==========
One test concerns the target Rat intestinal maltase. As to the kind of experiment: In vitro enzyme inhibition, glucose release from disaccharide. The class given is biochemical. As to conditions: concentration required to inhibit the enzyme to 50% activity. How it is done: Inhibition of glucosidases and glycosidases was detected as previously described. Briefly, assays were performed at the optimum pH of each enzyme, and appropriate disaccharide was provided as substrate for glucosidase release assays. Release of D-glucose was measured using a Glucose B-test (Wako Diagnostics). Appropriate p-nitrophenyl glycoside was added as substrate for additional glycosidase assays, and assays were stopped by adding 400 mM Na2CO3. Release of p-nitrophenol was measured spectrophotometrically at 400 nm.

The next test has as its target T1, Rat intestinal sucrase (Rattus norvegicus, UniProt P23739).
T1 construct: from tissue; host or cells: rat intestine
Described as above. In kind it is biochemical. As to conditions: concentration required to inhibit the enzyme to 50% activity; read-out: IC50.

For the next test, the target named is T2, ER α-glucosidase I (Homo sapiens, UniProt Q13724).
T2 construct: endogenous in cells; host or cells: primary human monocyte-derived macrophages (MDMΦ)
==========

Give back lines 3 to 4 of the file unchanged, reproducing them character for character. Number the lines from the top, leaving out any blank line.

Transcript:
T1 construct: from tissue; host or cells: rat intestine
Described as above. In kind it is biochemical. As to conditions: concentration required to inhibit the enzyme to 50% activity; read-out: IC50.